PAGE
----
Administration open to compensation for rodent expenses

Administration open to compensation for rodent expenses

PAWTUCKET – Members of Mayor Donald Grebien’s administration say they appreciate City Councilor Mark Wildenhain’s creative suggestion to offer some sort of tax incentive to residents who enter into expensive contracts for rodent control.

In a memo to the council up for discussion this week, Chief of Staff Dylan Zelazo said he also appreciates Wildenhain for calling him directly to speak at length about “this important quality of life matter.”

While there are currently no such programs, he said, the city will research options and explore opportunities to identify potential funding sources that don’t place an additional burden on taxpayers. Grant funding is a priority of the council, he noted, “and we will exhaust every alternative that we can.”

Zelazo said the administration also appreciates the council’s partnership on continuing to support the city’s efforts to eliminate rodents in partnership with the Zoning Department. He noted how Wildenhain and former Councilor John Barry III requested to bring in outside vendors to help with the effort last year, and said the council continues to support these “unbudgeted efforts.”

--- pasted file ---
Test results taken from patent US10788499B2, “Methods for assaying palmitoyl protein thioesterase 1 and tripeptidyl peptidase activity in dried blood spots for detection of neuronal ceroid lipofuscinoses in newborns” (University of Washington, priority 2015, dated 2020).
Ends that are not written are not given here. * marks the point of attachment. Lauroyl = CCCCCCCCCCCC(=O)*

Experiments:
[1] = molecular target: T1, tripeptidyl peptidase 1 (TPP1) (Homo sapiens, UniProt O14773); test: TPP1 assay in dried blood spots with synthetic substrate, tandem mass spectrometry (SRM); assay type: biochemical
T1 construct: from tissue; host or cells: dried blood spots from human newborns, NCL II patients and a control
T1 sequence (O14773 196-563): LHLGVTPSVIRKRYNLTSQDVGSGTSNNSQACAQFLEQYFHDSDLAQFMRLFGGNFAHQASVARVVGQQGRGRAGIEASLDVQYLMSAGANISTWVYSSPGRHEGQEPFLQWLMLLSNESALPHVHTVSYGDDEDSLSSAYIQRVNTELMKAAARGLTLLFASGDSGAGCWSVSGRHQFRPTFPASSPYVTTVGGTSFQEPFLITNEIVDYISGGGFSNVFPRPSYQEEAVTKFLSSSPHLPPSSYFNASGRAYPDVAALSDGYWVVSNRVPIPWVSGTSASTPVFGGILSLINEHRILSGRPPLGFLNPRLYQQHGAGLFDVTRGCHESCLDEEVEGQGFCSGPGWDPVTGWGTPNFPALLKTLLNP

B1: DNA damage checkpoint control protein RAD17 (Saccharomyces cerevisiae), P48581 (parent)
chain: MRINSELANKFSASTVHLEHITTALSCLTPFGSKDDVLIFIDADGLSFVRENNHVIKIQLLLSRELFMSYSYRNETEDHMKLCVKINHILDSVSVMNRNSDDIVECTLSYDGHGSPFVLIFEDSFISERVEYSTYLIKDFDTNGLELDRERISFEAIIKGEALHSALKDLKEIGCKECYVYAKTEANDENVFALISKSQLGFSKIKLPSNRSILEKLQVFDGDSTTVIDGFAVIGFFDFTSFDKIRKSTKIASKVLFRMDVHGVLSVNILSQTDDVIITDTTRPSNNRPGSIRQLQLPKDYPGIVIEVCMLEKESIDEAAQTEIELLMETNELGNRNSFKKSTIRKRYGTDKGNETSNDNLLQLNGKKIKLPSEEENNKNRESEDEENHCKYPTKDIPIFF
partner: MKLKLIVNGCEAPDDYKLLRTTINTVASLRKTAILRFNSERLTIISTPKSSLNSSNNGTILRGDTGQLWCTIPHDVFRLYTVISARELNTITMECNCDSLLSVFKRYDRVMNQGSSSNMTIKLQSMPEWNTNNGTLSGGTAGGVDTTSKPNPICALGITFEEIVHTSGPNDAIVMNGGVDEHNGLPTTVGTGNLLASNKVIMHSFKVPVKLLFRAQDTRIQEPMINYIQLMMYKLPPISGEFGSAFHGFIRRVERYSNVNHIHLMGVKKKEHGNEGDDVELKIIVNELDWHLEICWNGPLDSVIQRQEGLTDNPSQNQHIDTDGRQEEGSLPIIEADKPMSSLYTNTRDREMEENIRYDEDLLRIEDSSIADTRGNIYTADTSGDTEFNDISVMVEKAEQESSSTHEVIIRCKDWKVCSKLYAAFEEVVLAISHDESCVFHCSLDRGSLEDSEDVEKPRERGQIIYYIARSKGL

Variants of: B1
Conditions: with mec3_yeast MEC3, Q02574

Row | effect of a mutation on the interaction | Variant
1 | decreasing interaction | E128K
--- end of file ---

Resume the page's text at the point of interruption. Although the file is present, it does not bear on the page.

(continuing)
The council had also previously asked what the delay was in rehiring outside companies to help with the battle against rodents this year. Councilor Tim Rudd had suggested that the council would have approved funding back in March to bring the companies back. Wildenhain also asked at a July 8 council meeting whether the city had re-baited traps that were put out last year as had been suggested.

Zelazo responded this week by saying that the city once again complied with “longstanding practice” of paying return visits to bait boxes with in-house inspectors. Regular rodent control didn’t take a break, he said. The city regularly responds to residents who want abatement done at their property, or notice a property that could use help, he said.

Twice over the past year the city brought in outside vendors, working with the council to go “over and above what we typically do,” Zelazo added. After hearing from Wildenhain, outside vendors were brought back in the spring to do a second round of rodent abatement, he said.